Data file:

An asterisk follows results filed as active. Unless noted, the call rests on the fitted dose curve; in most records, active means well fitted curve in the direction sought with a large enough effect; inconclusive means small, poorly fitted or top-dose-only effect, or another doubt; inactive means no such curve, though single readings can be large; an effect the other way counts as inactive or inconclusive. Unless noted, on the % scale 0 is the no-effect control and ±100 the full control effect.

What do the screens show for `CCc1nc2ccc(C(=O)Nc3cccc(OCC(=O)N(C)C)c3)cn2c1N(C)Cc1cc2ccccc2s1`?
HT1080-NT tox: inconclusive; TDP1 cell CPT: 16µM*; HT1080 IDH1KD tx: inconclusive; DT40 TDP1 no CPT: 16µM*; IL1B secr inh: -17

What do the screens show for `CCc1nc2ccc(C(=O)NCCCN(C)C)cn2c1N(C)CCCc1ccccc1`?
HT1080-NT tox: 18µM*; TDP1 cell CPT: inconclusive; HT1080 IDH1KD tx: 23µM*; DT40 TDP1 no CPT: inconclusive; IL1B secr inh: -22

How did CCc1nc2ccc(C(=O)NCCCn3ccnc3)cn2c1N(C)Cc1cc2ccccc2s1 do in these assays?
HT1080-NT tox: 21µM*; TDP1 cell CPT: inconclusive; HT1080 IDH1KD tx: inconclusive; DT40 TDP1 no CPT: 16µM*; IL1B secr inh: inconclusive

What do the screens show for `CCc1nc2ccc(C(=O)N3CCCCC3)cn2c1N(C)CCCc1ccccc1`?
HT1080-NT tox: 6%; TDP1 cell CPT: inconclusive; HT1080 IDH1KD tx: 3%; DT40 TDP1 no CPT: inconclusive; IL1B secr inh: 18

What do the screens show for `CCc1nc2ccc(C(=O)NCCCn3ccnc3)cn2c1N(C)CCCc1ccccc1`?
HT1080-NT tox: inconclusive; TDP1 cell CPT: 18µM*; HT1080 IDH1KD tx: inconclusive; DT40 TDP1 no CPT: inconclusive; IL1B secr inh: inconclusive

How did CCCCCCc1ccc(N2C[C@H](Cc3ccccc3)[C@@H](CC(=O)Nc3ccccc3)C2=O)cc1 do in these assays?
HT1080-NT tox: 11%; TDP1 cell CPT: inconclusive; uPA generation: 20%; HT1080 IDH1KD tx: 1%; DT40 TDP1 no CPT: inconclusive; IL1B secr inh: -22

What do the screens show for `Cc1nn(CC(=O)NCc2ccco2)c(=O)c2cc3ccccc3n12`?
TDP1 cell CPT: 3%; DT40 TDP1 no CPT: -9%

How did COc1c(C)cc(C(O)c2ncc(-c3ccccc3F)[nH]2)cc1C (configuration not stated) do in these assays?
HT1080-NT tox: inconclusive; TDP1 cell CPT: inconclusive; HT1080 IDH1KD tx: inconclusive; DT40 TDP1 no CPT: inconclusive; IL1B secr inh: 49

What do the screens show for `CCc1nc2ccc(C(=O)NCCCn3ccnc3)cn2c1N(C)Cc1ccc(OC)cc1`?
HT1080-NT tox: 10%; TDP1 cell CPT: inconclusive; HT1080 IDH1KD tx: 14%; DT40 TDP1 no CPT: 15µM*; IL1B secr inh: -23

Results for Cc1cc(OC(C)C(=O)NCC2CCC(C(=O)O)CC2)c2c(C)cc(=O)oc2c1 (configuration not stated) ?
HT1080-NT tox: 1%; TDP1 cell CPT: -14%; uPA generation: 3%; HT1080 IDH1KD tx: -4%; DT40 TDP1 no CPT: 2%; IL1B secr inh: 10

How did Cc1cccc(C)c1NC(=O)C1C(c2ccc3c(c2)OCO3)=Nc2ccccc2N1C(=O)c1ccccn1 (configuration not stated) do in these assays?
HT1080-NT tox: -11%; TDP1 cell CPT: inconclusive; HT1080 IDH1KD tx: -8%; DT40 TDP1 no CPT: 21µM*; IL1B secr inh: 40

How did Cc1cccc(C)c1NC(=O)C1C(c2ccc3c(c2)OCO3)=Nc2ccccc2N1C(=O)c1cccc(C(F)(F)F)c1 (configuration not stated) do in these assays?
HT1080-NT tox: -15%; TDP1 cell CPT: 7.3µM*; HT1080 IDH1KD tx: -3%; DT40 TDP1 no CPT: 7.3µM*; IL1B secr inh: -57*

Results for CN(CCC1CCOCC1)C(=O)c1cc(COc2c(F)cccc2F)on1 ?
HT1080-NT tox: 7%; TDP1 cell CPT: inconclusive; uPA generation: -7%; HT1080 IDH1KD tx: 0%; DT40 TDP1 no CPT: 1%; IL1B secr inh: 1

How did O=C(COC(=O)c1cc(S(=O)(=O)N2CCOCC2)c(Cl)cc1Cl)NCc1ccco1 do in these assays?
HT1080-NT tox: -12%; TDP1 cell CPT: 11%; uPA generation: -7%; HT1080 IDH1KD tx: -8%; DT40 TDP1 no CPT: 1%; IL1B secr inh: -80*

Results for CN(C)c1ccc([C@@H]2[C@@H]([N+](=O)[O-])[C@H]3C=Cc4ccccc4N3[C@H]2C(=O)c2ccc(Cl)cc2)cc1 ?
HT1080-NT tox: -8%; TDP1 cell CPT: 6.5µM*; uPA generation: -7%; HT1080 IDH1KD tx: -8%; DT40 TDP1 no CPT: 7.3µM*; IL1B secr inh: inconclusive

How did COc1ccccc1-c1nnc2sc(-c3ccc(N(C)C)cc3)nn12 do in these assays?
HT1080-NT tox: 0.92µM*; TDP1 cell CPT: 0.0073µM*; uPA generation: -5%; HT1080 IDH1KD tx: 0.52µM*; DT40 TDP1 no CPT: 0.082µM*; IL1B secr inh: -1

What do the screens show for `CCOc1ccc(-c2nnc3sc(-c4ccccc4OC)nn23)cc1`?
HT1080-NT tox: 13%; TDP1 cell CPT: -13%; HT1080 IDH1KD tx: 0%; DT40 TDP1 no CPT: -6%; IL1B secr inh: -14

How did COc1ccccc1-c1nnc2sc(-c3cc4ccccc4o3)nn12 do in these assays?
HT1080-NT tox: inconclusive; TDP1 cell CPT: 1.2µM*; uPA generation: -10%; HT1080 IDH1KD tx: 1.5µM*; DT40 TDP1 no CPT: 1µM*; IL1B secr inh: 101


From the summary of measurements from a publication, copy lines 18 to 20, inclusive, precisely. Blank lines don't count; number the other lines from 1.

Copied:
What do the screens show for `CCc1nc2ccc(C(=O)NCCCn3ccnc3)cn2c1N(C)Cc1ccc(OC)cc1`?
HT1080-NT tox: 10%; TDP1 cell CPT: inconclusive; HT1080 IDH1KD tx: 14%; DT40 TDP1 no CPT: 15µM*; IL1B secr inh: -23

Results for Cc1cc(OC(C)C(=O)NCC2CCC(C(=O)O)CC2)c2c(C)cc(=O)oc2c1 (configuration not stated) ?